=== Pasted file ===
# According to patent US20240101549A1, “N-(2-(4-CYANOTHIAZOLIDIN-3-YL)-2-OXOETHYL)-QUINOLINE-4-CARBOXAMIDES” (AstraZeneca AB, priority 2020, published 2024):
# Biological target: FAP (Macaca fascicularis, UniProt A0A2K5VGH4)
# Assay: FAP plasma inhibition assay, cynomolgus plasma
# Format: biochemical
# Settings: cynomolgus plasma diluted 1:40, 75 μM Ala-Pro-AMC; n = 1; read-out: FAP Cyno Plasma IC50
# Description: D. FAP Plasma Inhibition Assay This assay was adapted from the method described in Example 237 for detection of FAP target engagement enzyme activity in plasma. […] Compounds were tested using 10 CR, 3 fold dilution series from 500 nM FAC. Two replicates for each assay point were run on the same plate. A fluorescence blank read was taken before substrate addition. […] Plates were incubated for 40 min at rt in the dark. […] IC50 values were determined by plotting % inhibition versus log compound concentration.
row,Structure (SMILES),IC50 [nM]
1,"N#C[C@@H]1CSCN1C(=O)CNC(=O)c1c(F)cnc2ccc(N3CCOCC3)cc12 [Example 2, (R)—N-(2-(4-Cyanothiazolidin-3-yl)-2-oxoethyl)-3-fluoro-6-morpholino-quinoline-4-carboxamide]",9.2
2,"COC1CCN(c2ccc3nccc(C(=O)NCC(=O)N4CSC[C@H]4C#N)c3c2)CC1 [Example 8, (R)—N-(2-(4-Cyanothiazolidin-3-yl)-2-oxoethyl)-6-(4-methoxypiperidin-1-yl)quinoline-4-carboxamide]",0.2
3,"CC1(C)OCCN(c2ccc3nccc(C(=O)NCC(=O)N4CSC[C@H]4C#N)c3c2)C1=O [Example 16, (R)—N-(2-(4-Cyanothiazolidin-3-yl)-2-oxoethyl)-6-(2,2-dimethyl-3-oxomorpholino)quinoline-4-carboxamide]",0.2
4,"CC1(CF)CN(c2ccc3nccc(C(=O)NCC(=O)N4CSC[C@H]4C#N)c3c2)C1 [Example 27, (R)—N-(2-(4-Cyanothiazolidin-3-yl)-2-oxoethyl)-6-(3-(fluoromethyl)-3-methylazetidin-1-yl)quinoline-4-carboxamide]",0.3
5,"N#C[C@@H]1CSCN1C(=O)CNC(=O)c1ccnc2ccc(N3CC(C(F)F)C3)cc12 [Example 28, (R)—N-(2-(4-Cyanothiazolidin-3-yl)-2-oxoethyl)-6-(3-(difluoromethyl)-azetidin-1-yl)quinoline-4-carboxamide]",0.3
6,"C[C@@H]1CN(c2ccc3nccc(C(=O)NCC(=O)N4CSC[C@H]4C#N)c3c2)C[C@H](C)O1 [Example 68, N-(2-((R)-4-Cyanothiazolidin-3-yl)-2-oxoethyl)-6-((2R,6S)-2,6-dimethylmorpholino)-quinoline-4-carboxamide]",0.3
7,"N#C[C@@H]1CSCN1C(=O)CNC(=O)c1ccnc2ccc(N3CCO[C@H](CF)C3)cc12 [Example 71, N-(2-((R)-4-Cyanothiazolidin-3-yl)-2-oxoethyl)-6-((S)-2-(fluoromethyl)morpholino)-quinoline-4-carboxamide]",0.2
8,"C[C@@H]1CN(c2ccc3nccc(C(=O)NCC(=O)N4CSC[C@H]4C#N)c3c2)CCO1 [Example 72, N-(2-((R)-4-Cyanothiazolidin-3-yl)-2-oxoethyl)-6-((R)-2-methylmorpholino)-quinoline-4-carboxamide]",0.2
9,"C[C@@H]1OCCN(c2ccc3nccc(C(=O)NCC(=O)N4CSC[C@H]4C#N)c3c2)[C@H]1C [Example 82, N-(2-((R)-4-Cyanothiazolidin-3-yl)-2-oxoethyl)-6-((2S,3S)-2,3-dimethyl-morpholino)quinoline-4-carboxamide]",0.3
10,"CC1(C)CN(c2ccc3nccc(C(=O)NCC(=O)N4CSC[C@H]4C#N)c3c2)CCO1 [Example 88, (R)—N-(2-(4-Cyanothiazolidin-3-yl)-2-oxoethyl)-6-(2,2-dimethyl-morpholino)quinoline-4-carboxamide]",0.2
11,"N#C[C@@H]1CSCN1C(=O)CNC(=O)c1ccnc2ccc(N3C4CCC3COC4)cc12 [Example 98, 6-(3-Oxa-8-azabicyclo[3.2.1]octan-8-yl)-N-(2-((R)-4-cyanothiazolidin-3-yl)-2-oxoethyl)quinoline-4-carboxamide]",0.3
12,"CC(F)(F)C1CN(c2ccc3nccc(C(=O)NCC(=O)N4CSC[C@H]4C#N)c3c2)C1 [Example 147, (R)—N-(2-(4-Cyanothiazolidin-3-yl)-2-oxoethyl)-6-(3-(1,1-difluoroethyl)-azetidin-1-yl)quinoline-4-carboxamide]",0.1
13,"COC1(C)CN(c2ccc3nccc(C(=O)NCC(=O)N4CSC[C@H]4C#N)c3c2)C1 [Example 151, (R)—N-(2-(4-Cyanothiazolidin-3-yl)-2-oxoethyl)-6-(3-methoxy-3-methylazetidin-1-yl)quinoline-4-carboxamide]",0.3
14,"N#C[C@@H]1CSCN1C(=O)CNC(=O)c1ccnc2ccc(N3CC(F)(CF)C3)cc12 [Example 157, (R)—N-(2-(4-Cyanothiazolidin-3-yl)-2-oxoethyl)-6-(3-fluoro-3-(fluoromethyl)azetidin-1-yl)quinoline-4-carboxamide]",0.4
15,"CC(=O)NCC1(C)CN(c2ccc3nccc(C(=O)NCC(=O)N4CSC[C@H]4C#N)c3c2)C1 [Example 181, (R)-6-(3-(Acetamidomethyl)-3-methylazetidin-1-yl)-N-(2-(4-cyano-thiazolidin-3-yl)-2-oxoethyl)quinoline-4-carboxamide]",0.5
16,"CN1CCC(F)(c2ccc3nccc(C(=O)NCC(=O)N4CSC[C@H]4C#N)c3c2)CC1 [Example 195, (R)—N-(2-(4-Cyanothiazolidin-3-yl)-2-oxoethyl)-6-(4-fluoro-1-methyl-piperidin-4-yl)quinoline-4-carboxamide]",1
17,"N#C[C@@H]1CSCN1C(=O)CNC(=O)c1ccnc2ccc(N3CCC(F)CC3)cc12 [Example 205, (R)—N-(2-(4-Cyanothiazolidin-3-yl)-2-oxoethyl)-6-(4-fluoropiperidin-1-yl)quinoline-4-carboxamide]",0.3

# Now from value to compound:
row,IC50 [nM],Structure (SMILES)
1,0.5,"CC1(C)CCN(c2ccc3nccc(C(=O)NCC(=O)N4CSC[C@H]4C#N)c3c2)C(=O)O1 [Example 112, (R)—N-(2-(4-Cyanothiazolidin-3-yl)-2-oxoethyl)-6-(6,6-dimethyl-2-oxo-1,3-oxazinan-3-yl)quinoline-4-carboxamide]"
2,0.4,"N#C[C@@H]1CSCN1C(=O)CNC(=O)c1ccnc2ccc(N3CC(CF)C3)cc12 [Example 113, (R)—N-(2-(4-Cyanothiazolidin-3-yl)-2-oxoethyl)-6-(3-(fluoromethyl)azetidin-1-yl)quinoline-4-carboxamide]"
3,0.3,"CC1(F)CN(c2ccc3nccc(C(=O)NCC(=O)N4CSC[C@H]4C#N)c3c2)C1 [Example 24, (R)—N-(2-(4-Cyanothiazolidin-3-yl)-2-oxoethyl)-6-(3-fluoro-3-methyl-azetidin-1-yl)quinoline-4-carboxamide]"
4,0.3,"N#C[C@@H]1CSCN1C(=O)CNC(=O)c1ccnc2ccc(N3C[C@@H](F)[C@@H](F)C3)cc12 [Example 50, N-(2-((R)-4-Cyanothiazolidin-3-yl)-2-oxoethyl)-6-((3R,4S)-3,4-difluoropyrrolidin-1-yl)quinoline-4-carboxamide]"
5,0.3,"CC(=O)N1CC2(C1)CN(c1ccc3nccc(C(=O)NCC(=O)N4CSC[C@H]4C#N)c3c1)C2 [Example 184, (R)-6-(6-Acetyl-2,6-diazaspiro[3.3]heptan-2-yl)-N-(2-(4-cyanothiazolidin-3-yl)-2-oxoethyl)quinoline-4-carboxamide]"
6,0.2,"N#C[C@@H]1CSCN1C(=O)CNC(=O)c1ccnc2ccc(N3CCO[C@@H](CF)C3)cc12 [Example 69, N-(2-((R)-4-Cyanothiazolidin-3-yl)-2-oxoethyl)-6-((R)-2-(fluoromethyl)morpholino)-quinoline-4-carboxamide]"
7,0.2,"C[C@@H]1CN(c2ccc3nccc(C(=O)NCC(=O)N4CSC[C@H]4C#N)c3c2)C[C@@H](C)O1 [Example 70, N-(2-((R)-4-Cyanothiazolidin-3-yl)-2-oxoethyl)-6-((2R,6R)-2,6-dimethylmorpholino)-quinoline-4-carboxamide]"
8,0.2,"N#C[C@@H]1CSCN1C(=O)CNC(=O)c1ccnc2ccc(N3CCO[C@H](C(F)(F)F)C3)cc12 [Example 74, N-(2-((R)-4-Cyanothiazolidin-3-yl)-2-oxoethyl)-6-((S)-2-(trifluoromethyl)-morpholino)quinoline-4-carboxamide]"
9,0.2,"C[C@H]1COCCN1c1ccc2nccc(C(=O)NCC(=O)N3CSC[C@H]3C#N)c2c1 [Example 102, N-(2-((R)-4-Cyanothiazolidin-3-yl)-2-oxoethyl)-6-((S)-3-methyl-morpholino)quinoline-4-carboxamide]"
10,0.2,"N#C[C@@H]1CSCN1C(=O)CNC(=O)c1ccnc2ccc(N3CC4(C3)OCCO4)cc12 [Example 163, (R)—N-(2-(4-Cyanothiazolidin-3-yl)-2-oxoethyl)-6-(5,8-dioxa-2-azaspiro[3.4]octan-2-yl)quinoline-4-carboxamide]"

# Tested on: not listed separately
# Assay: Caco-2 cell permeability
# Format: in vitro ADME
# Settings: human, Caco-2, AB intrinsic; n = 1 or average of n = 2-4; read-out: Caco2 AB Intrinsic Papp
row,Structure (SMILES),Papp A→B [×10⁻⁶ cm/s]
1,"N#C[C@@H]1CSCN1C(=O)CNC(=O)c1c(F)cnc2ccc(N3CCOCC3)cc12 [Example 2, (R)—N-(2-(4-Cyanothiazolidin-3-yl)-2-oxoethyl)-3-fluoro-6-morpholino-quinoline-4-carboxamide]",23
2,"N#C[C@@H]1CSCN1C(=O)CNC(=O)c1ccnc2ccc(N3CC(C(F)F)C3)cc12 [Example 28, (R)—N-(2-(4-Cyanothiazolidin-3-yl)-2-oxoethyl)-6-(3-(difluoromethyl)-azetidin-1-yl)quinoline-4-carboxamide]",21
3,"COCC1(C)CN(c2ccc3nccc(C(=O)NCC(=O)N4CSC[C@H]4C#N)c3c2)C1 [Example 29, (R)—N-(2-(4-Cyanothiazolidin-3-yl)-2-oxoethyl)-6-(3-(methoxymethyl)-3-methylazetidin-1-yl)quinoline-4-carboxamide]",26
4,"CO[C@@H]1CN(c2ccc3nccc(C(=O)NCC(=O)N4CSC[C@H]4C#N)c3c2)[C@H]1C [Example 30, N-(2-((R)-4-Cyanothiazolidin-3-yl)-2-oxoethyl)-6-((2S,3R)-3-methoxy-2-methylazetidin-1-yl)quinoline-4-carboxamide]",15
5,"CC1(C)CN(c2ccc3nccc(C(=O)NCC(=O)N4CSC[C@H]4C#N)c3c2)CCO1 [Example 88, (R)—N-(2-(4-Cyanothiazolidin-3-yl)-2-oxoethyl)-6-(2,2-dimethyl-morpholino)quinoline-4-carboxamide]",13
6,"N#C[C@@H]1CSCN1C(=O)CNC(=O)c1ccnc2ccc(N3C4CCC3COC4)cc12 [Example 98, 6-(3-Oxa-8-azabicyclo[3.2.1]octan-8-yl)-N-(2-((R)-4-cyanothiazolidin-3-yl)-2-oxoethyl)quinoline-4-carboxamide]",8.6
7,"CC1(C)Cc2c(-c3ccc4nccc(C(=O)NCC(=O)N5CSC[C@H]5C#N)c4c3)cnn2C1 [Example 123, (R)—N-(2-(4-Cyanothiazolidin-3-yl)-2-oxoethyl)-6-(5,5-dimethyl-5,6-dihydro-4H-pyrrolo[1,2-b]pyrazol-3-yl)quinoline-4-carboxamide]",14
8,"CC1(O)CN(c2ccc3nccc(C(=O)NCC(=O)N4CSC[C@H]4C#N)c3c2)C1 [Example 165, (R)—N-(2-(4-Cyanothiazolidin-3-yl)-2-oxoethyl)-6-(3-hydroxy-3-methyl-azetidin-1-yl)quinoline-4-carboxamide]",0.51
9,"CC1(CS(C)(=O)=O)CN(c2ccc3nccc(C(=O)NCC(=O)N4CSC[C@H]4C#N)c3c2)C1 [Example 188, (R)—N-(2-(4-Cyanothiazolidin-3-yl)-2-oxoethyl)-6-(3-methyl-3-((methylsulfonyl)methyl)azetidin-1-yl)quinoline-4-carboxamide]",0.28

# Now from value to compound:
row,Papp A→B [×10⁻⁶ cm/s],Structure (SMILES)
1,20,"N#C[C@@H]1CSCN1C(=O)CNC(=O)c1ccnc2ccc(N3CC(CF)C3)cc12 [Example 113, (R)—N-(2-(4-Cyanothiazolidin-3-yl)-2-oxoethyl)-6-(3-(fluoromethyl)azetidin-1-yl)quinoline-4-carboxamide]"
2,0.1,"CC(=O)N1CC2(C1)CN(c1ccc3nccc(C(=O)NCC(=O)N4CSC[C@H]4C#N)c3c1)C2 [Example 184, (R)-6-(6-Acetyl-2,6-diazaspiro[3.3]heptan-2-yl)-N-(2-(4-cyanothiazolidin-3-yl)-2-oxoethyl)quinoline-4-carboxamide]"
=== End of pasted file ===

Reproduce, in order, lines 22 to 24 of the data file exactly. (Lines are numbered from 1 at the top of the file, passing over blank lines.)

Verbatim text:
15,"CC(=O)NCC1(C)CN(c2ccc3nccc(C(=O)NCC(=O)N4CSC[C@H]4C#N)c3c2)C1 [Example 181, (R)-6-(3-(Acetamidomethyl)-3-methylazetidin-1-yl)-N-(2-(4-cyano-thiazolidin-3-yl)-2-oxoethyl)quinoline-4-carboxamide]",0.5
16,"CN1CCC(F)(c2ccc3nccc(C(=O)NCC(=O)N4CSC[C@H]4C#N)c3c2)CC1 [Example 195, (R)—N-(2-(4-Cyanothiazolidin-3-yl)-2-oxoethyl)-6-(4-fluoro-1-methyl-piperidin-4-yl)quinoline-4-carboxamide]",1
17,"N#C[C@@H]1CSCN1C(=O)CNC(=O)c1ccnc2ccc(N3CCC(F)CC3)cc12 [Example 205, (R)—N-(2-(4-Cyanothiazolidin-3-yl)-2-oxoethyl)-6-(4-fluoropiperidin-1-yl)quinoline-4-carboxamide]",0.3